Select Committee on Defence Minutes of Evidence

Examination of witnesses (Questions 120 - 139)




  120. If DERA are going to do quite well out of research maybe you should look again at DARA which is guaranteed 6% of Eurofighter work. Maybe you should have a look, Baroness, at whether DERA are getting a better deal than DARA or whether DARA are getting as good a deal as DERA in guaranteed work.
  (Baroness Symons of Vernham Dean) I shall report your remarks to Mr Spellar, who I am sure will take a very healthy interest in the differences.

Mr Brazier

  121. We have already had some questions on staff morale and questionnaires. Have you actually finished the split between the two organisations?
  (Sir John Chisholm) Yes.

  122. How many people wanted to go one way and have ended up going the other way?
  (Sir John Chisholm) I am glad, Mr Brazier, you asked that question because Bill and I informed ourselves of that yesterday. The maximum number that we have been able to run to earth of people who have raised an issue at this moment is less than half a dozen, of which only one who is currently in DSTL and wants back into New DERA has actually raised it in any way informally, actually not yet a formal complaint but it might well become a formal complaint.

  123. Right. How does your staff turnover over the last 12 months compare with the previous 12 months? Has it gone up or gone down?
  (Sir John Chisholm) Our staff turnover over the last three years has been pretty much solid. When I talk about staff turnover, just to define my terms, I am talking about voluntary staff turnover. Also we have people leaving through retirement and all sorts of other things but the voluntary staff turnover, people resigning, has stayed pretty much solid between 5 and 6%.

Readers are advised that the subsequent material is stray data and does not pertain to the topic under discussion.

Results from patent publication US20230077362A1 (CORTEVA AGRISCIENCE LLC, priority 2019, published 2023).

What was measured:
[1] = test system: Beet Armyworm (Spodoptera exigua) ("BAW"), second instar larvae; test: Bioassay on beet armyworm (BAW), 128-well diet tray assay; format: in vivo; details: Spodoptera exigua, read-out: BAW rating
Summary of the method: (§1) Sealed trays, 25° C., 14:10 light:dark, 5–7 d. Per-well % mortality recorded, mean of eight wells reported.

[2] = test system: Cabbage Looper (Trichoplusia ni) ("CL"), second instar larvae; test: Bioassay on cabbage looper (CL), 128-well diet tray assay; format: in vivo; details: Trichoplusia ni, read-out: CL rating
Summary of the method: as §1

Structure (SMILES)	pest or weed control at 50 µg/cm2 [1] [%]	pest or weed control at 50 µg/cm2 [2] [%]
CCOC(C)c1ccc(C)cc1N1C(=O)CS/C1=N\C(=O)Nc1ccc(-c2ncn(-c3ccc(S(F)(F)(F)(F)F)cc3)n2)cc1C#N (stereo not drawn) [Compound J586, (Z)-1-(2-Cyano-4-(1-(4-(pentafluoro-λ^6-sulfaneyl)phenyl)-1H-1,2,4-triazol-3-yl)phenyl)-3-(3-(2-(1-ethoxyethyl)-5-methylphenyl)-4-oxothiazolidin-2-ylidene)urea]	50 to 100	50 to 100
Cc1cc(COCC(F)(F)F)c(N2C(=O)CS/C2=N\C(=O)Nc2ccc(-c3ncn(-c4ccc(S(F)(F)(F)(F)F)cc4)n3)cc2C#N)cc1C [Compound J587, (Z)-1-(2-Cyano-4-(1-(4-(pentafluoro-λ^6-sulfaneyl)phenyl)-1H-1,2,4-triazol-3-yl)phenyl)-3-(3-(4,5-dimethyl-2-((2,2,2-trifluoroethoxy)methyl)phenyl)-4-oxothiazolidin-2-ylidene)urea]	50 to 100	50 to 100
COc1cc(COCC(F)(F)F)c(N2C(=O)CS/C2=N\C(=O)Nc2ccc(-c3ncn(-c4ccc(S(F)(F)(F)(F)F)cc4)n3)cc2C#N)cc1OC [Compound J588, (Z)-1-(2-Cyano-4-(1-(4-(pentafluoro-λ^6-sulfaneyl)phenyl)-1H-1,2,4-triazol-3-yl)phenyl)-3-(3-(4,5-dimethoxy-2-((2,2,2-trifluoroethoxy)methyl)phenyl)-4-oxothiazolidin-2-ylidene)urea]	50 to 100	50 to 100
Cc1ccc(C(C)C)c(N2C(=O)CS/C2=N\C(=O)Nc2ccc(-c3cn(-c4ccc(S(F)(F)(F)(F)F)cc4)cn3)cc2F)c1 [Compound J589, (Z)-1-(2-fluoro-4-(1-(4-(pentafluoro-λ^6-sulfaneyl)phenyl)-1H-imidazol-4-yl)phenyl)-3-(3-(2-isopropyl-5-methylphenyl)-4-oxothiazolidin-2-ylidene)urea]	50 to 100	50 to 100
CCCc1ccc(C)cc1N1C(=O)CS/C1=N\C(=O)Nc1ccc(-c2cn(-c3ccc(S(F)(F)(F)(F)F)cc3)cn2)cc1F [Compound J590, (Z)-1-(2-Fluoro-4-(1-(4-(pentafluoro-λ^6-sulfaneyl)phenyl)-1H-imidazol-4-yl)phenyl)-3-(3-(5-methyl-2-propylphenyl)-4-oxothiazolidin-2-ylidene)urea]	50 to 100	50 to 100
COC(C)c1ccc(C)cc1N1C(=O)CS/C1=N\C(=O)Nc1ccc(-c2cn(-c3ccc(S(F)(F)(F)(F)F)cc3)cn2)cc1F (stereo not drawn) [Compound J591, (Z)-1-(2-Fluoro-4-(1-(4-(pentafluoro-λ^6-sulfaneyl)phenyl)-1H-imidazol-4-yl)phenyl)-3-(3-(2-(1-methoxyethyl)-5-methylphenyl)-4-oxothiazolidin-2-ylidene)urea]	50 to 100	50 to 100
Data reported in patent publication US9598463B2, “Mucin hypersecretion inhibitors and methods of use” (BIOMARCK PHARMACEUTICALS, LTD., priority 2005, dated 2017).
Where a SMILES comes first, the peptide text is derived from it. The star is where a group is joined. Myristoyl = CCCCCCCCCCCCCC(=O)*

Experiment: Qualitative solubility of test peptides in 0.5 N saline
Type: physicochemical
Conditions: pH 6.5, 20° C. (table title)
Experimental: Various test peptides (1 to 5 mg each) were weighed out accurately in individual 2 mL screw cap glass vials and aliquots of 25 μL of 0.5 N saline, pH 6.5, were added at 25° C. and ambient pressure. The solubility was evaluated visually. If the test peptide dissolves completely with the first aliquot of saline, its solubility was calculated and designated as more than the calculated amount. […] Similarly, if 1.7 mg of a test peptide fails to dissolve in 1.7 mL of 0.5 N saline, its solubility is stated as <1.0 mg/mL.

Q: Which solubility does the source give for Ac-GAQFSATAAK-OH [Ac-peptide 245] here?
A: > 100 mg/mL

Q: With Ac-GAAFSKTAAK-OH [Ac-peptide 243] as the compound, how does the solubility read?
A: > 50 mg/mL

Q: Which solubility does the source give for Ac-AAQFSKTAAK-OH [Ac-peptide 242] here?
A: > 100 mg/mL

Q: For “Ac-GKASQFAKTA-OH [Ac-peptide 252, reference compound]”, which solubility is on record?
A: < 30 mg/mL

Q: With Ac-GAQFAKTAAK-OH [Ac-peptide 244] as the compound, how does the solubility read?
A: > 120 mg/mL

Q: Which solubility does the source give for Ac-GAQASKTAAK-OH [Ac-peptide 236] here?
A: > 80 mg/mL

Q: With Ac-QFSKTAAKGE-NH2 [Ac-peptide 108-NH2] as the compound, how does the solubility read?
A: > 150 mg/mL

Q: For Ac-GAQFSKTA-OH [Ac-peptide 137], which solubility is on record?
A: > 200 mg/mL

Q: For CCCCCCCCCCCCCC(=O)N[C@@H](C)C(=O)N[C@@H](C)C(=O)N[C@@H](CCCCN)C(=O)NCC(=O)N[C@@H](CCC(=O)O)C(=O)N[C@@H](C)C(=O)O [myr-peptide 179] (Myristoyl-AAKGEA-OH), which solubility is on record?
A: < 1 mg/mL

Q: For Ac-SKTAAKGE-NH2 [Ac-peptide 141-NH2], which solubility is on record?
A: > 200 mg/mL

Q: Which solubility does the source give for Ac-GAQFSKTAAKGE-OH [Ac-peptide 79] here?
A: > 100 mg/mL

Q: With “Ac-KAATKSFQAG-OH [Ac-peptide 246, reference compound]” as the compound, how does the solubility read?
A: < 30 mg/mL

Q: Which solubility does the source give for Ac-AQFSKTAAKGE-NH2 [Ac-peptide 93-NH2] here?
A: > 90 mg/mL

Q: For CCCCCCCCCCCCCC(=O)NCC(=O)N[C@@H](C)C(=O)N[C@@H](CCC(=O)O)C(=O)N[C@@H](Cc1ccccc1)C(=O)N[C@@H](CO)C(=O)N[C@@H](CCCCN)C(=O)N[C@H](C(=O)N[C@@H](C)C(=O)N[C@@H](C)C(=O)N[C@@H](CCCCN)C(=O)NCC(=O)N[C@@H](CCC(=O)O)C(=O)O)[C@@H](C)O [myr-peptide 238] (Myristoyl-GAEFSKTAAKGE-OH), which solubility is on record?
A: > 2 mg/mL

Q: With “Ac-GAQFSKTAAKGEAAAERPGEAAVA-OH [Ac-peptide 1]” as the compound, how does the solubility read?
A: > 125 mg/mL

124. While we are on personnel issues, I would like to come back to what seems to me to be a very central one here. There are obviously one or two retained areas where you are keeping the whole of it and, in fact, Lady Symons mentioned two earlier on, the defence analysis and the NBC side. Looking at the vast majority of areas within the retained area you are inevitably dealing with relatively small numbers of people in each group as the bulk of the research side has been taken away and you are more involved with the management side of providing scientific advice to the Government in the retained areas. The question I have for Mr Clifford is how many of the remaining areas of the company are close to critical mass, in other words you have got one or two people in a particular area providing the necessary scientific advice and where perhaps one resignation or retirement or move or whatever could leave you without a capability? How large and how viable? I see we have a figure of 130 technologies and scientific areas mentioned earlier on in the whole investigation process.